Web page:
‘We can’t be silenced’ women on the challenges of running for office us news the guardian

The Guardian spoke with three women running for office as in 2018. All three are Democrats, and have faced obstacles that they feel are related to their gender – including from their own party, which bills itself as being the party of women. Faced with everything from sexist double standards and gendered questioning to harassment and alleged assault, one woman changed her plans and dropped out of the race, but the others overcame the obstacles to succeed or at least keep going.

Cora Faith Walker – a state delegate elected in 2016 to representing Ferguson, Missouri – told the Guardian she got interested in running for office shortly after Barack Obama’s Affordable Care Act was passed in part because she is passionate about public health.


A bright-eyed 33-year-old with a law degree and master’s in public health, she comes from one of the most politically loaded districts in the country, a place that was catapulted into the national consciousness when Michael Brown, an unarmed, black 18-year-old, was shot and killed by a white policeman, sparking riots and quickly becoming an emblem of the Black Lives Matter movement.

In an interview at the time, Walker told a columnist with the St Louis Post-Dispatch that she had made plans to meet Roberts one night to discuss working together in the upcoming legislative session, as the only two black lawyers in the statehouse. But after drinking a second glass of wine at a St Louis apartment, Walker said she awoke the next morning with “no recollection of why I was still there”.

Though she did not discuss the details of her alleged assault as litigation is still pending, Walker told the Guardian she was determined not to let the incident eclipse her political identity. “It’s a part of me,” she said. “It doesn’t define me.”

But she still has to work with her alleged aggressor every day the state legislature is in session and recently, alleged sexual misconduct has been center stage in Missouri. (Of the recent allegations against the state’s governor, Eric Greitens, who faces a litany of disturbing sexual misconduct charges, which he denies, Walker said, “It’s triggering.”)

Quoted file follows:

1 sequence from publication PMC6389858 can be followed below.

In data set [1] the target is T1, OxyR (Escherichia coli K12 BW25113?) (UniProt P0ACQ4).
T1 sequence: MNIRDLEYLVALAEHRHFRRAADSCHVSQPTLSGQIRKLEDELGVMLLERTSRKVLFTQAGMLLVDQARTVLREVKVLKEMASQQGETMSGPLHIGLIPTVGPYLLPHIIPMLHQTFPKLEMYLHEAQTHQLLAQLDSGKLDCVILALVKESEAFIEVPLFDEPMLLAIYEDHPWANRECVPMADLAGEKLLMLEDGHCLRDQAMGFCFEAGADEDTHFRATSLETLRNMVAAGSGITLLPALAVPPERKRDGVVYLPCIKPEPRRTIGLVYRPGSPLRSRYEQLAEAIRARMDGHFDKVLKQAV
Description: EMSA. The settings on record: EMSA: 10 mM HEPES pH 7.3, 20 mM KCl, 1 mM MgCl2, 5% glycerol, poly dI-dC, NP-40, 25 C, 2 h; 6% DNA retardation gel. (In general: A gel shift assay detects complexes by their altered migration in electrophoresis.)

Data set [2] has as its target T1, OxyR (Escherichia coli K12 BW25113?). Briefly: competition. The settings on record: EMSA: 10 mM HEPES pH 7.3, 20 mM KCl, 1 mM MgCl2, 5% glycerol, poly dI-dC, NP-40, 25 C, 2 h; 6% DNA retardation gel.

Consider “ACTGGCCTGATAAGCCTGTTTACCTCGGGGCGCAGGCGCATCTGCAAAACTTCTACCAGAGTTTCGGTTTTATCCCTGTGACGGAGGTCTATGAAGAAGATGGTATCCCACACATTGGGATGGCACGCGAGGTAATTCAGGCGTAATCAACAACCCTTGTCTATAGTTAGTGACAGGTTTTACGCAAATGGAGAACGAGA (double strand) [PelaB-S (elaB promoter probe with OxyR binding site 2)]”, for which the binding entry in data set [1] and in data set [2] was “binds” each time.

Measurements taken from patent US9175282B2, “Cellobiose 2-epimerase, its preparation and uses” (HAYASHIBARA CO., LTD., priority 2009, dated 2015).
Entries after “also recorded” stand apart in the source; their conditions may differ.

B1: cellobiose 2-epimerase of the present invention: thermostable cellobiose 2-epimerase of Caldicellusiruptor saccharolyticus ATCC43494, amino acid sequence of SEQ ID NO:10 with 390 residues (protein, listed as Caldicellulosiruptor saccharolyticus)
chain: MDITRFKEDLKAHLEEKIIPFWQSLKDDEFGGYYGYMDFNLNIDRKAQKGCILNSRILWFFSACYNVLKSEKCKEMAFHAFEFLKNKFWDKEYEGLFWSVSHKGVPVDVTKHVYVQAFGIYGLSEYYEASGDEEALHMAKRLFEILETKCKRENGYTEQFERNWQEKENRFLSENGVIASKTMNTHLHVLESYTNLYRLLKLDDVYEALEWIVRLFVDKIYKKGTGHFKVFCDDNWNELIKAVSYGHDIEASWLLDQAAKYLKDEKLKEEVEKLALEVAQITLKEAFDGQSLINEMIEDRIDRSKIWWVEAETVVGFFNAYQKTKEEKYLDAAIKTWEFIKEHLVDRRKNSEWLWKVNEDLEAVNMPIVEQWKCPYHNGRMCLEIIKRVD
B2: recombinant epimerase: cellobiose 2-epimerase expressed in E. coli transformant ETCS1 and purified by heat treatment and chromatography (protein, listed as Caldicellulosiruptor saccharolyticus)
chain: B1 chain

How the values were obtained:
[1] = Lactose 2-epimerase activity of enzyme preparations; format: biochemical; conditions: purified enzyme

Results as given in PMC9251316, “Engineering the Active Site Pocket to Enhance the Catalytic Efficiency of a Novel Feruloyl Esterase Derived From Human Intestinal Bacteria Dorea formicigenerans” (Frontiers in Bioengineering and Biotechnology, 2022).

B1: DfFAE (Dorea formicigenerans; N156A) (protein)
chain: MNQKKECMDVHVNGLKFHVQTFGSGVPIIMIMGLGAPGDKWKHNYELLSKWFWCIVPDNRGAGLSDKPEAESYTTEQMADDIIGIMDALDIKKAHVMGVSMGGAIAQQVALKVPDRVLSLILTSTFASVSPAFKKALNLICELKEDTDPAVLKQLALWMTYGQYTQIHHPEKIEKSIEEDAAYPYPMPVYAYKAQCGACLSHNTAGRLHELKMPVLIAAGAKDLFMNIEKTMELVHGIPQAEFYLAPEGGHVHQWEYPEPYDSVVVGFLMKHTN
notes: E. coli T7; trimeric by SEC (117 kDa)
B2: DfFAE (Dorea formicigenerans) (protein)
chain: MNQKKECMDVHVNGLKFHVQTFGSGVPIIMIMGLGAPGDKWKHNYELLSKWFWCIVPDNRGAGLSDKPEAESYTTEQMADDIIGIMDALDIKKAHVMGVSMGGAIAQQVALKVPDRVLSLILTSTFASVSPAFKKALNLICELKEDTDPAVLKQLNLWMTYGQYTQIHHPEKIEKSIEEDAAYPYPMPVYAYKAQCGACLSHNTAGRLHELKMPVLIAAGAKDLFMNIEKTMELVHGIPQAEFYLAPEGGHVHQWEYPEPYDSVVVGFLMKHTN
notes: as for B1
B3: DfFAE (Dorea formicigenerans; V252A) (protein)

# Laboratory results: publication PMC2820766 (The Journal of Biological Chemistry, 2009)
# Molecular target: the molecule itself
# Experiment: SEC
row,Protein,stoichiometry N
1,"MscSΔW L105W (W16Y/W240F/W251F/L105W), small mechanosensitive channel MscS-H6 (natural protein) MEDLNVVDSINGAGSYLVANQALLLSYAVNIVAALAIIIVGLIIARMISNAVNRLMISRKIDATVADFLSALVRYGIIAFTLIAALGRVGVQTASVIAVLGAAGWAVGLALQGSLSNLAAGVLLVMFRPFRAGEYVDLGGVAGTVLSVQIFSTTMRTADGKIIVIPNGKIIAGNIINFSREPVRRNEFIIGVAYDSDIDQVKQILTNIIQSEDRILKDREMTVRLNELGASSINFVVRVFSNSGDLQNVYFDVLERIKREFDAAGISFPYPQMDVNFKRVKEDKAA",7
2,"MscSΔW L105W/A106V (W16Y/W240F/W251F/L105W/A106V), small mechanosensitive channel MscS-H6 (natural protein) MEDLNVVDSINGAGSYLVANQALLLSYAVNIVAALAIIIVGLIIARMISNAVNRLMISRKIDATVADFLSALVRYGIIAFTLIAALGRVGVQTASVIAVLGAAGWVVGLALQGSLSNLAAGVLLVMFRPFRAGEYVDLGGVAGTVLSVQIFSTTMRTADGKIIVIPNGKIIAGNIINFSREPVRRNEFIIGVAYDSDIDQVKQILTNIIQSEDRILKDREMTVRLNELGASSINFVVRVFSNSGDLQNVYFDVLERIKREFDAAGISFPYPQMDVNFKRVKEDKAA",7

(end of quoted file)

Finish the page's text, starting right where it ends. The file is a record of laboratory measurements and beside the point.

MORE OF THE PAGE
Weaver’s children have all left home, but on the campaign trail she said she still regularly got questions about her kids and whether she could balance her motherly duties with her legislative ones. “No one ever says that to a man – they figure you’ve got it taken care of,” she said.

“When I ran they said: ‘You don’t look the part,’” Barbara A Mikulski, the former US senator from Maryland and longest-serving woman in the history of Congress told a roomful of women at a Washington conference last week. “But this is what the part got to look like.”

Weaver – who was also feeling pressure on her time from her desire to take care of her mother, whose health was failing – hung in until she started receiving sexist slurs and intimidating phone calls. She was particularly alarmed when someone put a “For Sale” sign in her yard not because she was insulted by its message but because, at a time when she already felt physically vulnerable, it signaled to her that her detractors knew where she lived.

Emily’s List, which helps groom pro-choice female candidates for office and sponsored last week’s DC conference, was founded to address that very problem. It’s right there in the name of the group, an acronym for “Early Money Is Like Yeast” – ie it makes the dough rise.

The fundraising problem is further compounded by other social and political forces, like the fact that women are underrepresented in the business and financial worlds where money moves. Not only does that make them less likely to be retail tycoons like her primary opponent David Trone (at America’s largest companies only 7% are CEOs, according to a survey of Fortune 1,000 companies), they’re less likely to have access to the lucrative boys’ clubs and networks that attend them.

Miller – who is running in Maryland’s 6th district – has a long list of policy priorities, including environmental protection and expanding access to healthcare, and hands out her cellphone number to anyone who asks, but the primary challenge she is facing from Trone – millionaire cofounder of one of America’s largest alcoholic beverage retailers, Total Wine & More – means she has had to focus an inordinate amount of time on fundraising.